In addition to Burundi, the rail would also establish a connection of the port to the eastern Democratic Republic of the Congo, Zambia, Rwanda, and Uganda.
Tanzania signs deal to link SGR to Burundi and DRC
The government of Tanzania has inked a deal to link its Standard Gauge Railway (SGR) to Burundi and the Democratic Republic of Congo.
The agreement which was signed between Transport ministers of the three countries Isack Kamwelwe (Tanzania), Jean Bosco (Burundi), and Roger Biasu (DRC), gives Burundi and DRC direct access to the Dar es Salaam Port, greatly boosting Tanzania’s Central Transport Corridor.
Tanzania transport minister Mr. Isack Kamwelwe affirmed that the deal is in line with the completion of a preliminary feasibility study of detailed design plans which was successfully done by the consultancy company Gulf Engineering Ltd.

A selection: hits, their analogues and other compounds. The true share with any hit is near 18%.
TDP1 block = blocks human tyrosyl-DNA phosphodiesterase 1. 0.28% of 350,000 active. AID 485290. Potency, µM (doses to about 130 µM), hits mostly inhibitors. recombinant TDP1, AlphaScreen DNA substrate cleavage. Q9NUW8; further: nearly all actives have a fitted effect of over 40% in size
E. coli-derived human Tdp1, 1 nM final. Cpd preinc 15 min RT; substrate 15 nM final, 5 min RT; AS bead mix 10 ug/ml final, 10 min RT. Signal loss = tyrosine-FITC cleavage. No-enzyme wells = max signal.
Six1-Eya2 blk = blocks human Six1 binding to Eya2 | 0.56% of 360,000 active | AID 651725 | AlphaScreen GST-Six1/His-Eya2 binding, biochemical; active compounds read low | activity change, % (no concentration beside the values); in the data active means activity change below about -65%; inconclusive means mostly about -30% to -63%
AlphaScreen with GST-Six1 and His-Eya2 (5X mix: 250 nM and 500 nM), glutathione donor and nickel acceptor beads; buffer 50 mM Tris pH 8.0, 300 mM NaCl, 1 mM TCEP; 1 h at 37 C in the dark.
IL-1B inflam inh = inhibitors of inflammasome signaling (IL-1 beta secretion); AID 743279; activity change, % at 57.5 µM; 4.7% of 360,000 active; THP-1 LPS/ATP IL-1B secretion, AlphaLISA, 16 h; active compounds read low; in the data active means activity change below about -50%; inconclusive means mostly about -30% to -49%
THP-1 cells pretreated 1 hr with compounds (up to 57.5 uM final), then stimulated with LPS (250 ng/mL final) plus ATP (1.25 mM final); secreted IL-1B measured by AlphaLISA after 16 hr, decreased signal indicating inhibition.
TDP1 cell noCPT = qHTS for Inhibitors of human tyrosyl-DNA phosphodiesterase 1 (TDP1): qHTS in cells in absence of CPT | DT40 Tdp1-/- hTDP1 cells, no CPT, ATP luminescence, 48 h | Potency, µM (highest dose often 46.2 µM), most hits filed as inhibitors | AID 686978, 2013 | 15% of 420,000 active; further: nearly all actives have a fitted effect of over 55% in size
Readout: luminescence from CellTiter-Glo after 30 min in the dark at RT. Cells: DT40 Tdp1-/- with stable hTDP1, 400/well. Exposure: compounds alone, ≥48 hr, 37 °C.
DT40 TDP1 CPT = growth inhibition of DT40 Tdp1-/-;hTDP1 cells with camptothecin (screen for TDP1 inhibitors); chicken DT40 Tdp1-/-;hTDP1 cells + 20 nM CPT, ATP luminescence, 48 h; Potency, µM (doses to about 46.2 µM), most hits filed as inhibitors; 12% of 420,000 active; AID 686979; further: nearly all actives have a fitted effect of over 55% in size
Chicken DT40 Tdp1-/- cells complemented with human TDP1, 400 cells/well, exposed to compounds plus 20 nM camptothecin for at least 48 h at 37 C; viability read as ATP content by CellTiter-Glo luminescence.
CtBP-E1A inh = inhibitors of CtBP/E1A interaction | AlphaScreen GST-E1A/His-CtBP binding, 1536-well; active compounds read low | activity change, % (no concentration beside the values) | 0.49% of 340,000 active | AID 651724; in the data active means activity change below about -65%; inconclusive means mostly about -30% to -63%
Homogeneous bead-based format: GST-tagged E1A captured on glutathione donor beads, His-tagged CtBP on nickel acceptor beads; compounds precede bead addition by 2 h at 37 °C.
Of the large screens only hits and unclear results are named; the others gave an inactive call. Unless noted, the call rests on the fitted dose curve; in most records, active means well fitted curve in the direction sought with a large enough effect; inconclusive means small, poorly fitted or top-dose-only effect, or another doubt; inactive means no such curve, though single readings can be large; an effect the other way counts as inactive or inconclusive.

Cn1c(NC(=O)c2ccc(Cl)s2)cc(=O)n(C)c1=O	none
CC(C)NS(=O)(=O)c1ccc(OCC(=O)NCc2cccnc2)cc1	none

Standard Gauge Railway (SGR)
The rail line will start from the Uvinza district in the Kigoma region in northwestern Tanzania to Gitega, via the Msongati region, in Burundi, covering a stretch of 240km. It will then be extended to the eastern regions of DRC according to the agreement. A tender for the project will be issued this year.
Upon completion, Tanzania’s SGR line will be a 1,457 km stretch from Dar es Salaam to the shores of Lake Victoria. DRC’s President Felix Tshisekedi commended the deal and said that the extension of the SGR line to Rubavu from Kigali would open trade opportunities for the landlocked DRC which depends largely on the ports of Dar es Salaam and Mombasa to access the sea.
Tanzania will become the third country in East Africa to start enjoying modern railway services after Kenya and Ethiopia. Kenya was the first in the region to start constructing an SGR line, completing over 500km between Mombasa and Nairobi, and also inaugurating its passenger services in June 2017.